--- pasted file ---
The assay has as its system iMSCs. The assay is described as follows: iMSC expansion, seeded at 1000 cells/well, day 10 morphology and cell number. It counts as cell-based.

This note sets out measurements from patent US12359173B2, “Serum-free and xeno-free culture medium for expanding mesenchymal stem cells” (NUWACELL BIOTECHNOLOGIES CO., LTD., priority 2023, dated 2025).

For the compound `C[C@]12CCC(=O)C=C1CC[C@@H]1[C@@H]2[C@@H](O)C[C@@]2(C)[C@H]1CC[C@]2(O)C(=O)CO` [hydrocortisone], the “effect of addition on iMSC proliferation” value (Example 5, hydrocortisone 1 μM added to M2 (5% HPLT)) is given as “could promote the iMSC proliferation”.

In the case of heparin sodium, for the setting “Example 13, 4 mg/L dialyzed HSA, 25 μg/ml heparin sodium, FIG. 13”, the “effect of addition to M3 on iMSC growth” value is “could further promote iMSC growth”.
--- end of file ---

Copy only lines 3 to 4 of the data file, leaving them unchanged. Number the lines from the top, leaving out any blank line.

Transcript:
For the compound `C[C@]12CCC(=O)C=C1CC[C@@H]1[C@@H]2[C@@H](O)C[C@@]2(C)[C@H]1CC[C@]2(O)C(=O)CO` [hydrocortisone], the “effect of addition on iMSC proliferation” value (Example 5, hydrocortisone 1 μM added to M2 (5% HPLT)) is given as “could promote the iMSC proliferation”.

In the case of heparin sodium, for the setting “Example 13, 4 mg/L dialyzed HSA, 25 μg/ml heparin sodium, FIG. 13”, the “effect of addition to M3 on iMSC growth” value is “could further promote iMSC growth”.